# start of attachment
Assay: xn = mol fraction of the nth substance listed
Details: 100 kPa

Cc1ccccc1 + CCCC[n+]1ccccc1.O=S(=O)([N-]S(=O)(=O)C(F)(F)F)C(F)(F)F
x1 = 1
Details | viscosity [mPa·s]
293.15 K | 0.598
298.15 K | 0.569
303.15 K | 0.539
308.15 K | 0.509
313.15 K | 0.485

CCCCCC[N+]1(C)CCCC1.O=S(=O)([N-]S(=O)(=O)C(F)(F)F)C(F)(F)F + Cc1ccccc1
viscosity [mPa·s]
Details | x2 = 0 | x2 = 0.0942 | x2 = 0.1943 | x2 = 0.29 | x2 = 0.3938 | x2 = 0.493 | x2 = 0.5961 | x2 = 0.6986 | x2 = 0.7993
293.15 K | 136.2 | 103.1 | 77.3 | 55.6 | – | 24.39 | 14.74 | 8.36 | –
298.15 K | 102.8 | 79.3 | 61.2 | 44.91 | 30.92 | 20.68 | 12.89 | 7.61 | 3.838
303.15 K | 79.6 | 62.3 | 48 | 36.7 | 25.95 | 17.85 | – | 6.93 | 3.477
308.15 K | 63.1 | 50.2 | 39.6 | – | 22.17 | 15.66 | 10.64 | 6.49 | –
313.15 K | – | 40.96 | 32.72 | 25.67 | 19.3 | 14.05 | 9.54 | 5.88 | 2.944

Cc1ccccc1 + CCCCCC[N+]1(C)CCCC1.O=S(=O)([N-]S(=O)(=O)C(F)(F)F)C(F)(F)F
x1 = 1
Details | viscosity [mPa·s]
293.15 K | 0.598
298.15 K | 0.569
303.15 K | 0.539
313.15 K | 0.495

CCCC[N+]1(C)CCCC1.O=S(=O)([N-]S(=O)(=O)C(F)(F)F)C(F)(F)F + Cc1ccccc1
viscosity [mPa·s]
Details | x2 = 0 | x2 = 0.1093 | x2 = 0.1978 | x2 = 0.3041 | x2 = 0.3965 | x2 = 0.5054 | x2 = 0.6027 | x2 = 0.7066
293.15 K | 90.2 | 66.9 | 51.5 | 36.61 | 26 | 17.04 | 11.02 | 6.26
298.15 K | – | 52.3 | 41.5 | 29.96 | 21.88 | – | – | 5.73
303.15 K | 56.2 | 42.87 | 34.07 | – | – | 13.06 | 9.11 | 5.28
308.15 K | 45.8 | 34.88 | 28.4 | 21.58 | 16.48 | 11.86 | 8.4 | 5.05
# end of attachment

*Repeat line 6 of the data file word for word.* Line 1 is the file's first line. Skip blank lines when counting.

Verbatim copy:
293.15 K | 0.598